What can we do to ease the tension? My take on DDN’s article.

Tension between police and ____________. Fill in the blank. You can fill it in with a race. You can fill it in with a government. You can even fill it in with words like emotions, or mental/emotional wellness. Are the recent events in Dayton anything new? Not even close. Are they expected. Usually. Is it easy to take? Nope.

I noticed in the DDN article it interviewed the FOP president. And that’s likely since he’s familiar with speaking from the police perspective. So I want to put in my two cents. Not that you asked for it, but I give free of charge. So for clarity’s sake, I don’t know (or have ever met) Chief Biehl. So these are my thoughts and not the DPD or any police agency.

First I want to address some points that were brought up. Then add a few of my own. Then give YOU some things that you can do (in or out of Dayton).

1. “Hire more black officers”. The city TRIED to do just that. They lower the passing qualification scores. Then they changed it to be more interview based. You can only hire from a pool of people WANTING to be hired. Since the community has a problem trusting the police, who wants to be the police. If you want more Hispanics, Asians, African Americans, or Eskimos, then more qualified people from those groups need to step up and be available for open positions.
2. “Bring back community policing”. I don’t know Chief Biehl, and so I can’t say this for certainty. But knowing police the way I do, I’d guess he’d LOVE to do that. Have the same guys on the same beat. Have smaller areas for each officer to cover. Have the ability to send those same cops to neighborhood parties, meetings, etc. But they do what they can with what they have. Alot of departments are discouraging overtime, and comp time is not easy to schedule. So to get closer and do more with the community, you have to have more officers on the street. Then there are costs. Not just extra costs for officer salary, but things like training, more vehicles (and more maintenance on an aging fleet of vehicles), higher health care costs for the department, etc. So when the city is saying “cut…cut…cut” and the people asre saying “more…more…more” something has to give.
3. “Seek input on long standing issues” . Ok, it’s one thing to ask people what they feel. “I feel the police are mean…uncaring…corrupt…” But ask them why. “My friend said…” “I saw a video…” “My friend knows someone who…”. In court we call this HEARSAY. Now if you tell me specifics that you were pulled over in_____ and Officer _____ seemed rude to you that’s an issue we can address. But you have to be ready to hear an answer that might also point to you. Or open to the fact that he just had to tell grieving parents that they could not save the toddler at the bottom of the pool.So you can say that his bad day does not have to be directed to you but (1) You committed an infraction that drew his attention and (2) maybe you should check to see if your bad days affect anyone else.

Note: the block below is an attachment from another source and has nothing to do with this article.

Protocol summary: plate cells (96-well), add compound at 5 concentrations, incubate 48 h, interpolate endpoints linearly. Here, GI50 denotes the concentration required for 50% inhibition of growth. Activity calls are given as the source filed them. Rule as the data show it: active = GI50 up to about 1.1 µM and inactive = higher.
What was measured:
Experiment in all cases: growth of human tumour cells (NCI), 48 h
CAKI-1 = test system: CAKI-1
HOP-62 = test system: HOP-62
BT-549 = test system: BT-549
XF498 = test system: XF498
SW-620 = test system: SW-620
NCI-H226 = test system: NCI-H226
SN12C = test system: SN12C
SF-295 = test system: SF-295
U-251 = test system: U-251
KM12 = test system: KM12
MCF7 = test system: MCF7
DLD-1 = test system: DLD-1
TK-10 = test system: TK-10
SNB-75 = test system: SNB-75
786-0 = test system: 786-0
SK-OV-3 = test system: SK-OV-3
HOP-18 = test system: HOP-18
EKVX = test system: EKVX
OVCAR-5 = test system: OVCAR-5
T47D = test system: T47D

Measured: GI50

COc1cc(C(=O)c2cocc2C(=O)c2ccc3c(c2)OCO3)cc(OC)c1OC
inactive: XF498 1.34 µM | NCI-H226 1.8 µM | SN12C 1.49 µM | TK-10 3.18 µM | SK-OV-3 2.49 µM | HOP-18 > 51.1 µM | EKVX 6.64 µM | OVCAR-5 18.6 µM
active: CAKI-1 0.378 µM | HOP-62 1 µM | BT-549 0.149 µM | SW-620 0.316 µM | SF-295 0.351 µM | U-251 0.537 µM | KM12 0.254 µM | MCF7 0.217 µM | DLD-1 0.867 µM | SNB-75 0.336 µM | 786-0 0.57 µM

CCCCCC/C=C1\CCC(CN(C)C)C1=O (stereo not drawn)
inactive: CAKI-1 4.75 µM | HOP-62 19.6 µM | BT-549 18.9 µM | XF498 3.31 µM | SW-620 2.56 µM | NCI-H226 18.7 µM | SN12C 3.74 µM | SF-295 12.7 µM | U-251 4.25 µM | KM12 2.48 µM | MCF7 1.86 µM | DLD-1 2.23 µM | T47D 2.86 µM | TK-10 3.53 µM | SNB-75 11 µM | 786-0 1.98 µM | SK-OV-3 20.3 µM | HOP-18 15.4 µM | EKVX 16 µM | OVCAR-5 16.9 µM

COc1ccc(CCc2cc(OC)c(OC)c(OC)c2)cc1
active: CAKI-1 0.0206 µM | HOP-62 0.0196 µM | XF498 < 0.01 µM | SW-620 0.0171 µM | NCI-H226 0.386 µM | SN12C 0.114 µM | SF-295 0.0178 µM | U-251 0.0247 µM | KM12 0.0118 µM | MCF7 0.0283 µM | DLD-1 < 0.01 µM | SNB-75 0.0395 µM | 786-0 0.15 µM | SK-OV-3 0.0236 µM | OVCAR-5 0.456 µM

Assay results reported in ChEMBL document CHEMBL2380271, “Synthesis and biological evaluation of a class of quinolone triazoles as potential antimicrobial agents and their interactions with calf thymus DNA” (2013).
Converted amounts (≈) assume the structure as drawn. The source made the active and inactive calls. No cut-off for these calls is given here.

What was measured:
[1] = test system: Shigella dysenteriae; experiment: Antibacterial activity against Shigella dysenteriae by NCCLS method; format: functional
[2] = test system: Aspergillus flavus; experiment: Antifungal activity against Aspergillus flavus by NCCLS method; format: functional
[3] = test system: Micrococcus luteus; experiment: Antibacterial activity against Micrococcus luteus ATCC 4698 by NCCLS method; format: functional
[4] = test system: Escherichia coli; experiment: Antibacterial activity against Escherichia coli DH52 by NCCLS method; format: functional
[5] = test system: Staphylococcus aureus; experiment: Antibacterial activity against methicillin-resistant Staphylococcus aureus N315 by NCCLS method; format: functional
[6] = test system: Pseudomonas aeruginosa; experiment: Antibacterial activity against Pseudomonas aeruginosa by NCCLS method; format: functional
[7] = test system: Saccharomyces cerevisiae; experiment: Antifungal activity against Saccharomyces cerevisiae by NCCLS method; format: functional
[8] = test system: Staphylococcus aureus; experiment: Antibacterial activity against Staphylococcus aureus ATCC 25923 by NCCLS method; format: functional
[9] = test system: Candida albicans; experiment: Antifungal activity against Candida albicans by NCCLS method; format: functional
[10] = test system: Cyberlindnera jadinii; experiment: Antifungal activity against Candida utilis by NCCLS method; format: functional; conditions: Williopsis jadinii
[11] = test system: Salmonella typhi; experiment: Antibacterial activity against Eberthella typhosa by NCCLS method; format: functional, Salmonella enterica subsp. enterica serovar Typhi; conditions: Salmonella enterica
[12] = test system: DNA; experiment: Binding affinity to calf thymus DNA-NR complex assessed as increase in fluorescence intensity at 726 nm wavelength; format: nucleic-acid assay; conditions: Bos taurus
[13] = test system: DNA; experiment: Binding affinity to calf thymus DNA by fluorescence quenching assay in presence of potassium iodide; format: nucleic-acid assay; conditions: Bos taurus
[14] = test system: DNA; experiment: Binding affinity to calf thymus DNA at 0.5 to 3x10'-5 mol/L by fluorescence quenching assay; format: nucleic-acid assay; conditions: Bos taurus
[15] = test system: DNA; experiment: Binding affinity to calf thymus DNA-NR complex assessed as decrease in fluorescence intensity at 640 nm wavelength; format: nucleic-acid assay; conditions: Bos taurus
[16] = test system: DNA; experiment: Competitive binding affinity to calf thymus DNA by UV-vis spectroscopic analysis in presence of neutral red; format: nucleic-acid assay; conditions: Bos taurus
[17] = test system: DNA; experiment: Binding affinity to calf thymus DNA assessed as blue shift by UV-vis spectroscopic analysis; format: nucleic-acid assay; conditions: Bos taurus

4.” Convene a review panel” – May sound good on the outside, but realistically, you have to have people on the panel who understand policing. You have to have someone who understands why you keep shooting until the threat is no longer there.You have to have people that understand what goes on in their head and what training tells them to do to STAY ALIVE. A community activist will not likely have any understanding of that. So your “unbiased” panel can not be ignorant.

Now here are some more “food for thought”.
1. We must hold our media responsible. Nothing gets attention like a bad cop story. Let’s face it, it get’s attention. Should we hold them to a higher standard? I don’t think any officer has a problem with a higher standard. But when the DDN, WHIO, or WDTN can tout as facts the opinion of a family member or friends who have little knowledge of the situation, then that’s just poor reporting. And I as an intelligent consumer demand more.

2. Sure , we can attempt to educate children that police are a force of good. But what they are taught at home outweighs what they hear at school. So maybe follow what your parents taught (or should have taught) “If you can’t say something nice, don’t say anything.” And that includes telling your kids in the store “If you don’t behave I’ll call the police and they’ll take you to jail (heard it more than once).

So there are my thoughts. Like them or not. If you have some better ideas or concerns, let me know. Or better yet, contact your police department (During business hours on the NON-EMERGENCY line). Understanding starts with parties understanding each other (and that may require understanding from you).

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